Presently in many instances, preacher-support is coursed through the PBC or the hands of one or more missionaries. Religious activities, more often than not, are so identified with the College or work of some missionaries that the church of the Lord is relegated to the background, if not entirely concealed. (The 7th Day Adventist Church people in concealing the identity of their organization during the early part of their meetings are paled beside these brethren.) Such practice is a sure way of directing glory to human institutions instead of to the divine. When some churches are reported as behaving "out of line," pressures are brought to bear upon them. This is true also with individual preachers whose support is controlled by these same missionaries. In addition to these innovations from scriptural patterns is another practice that is extremely dangerous. This is the Bible Camp under their direction, purportedly designed to preach the gospel. In such camps, the PBC students, young church-members, and various young people from different faiths are enticed to participate in religious services having all the necessary elements which constitute inter-denominational image. Swimming and serenading too have become parts of this "Christian" interdenominational fellowships! In like manner, Lectureship programs have deteriorated to such a low extent. To say the least, the organizational set-up of these campaigns (Lectureships) has rendered void our claim to church autonomy.
Other brethren and preachers had similar misgivings. We became suspects. Our utterings were reported. By way of stemming a serious study of these things in the brotherhood, some individual Christians and churches were pressured into admonishing us against discussing these matters in public. As a last resort, brethren were cast out of churches or disfellowshipped for being guilty of such "grievous sins" as pleading for members to follow Bible patterns.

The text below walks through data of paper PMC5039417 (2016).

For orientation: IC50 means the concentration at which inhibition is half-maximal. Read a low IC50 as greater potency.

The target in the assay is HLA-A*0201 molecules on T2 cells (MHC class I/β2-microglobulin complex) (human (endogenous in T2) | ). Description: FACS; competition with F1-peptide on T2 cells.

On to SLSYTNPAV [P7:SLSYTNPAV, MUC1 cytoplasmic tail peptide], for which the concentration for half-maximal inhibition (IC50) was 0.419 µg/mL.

Even while we kept our peace, continuing to labor for the Lord in our own way and seeking to teach only those things with scriptural authority, many of us suffered indignities through false accusations. I fear that they have no compunctions about destroying a brother's personal integrity and influence. To justify the organizational set-up and functions of the PBC, they are (only now) distributing mimeographed articles and special issues in their Philippine Christian monthly-magazine discussing present controversies. They describe the PBC (a completely organized human institution of learning) as an extension of the work of the sponsoring church in the States, and as such is just another method in gospel preaching.
The churches in Luzon committed to follow Bible patterns are those in Pasay City, Tondo (Manila), Calapan and Roxas (both in Oriental Mindoro), Baliuag (Bulacan), Angeles City, Guimba and Munoz (both in Nueva Ecija). There may be others more who are faithful to the Lord. Some liberal churches of Christ and even Christian Churches are cautiously inviting us for dialogues concerning these issues. In our gospel meetings, we have sincerely spoken about these matters. We have found churches besides individuals who are honest enough and are willing to open their doors and give us a hearing. And we will stir them from their complacency! Brethren in Mindanao have also been successfully exposing liberalism and many churches and preachers are now convinced of the soundness of our plea.
Some of us have met a few sound brethren from the States. Major Wallace H. Little (address: 5514 Wales Ave., San Antonio, Texas 78223) is one of them. He is doing his best to arouse interest among the concerned for the cause of Christ here. We have had American visitors in our worship services. An American couple is regularly attending the services in Pasay. All of them have encouraged and strengthened us in the faith one way or another. We have also heard and received "communications of love" even from those whom we have not met personally. But still there are others here who are in great financial difficulties.
We believe that the afflictions that we went through served their purpose and we consider those as blessings in disguise. We are truly free now in Jesus! In Christ we will persevere. We know what to do because we are assured that God had set a pattern for Christians and churches to follow. We are also conscious of our shortcomings and weaknesses. But with the Father on our side and with the prayers and fellowship of the saints.., we will go... suffer more for Him ... that the pure and sound gospel of Jesus continues to be published and heard in the Philippines.
TRUTH MAGAZINE XIV: 13, pp. 11-13
February 5, 1970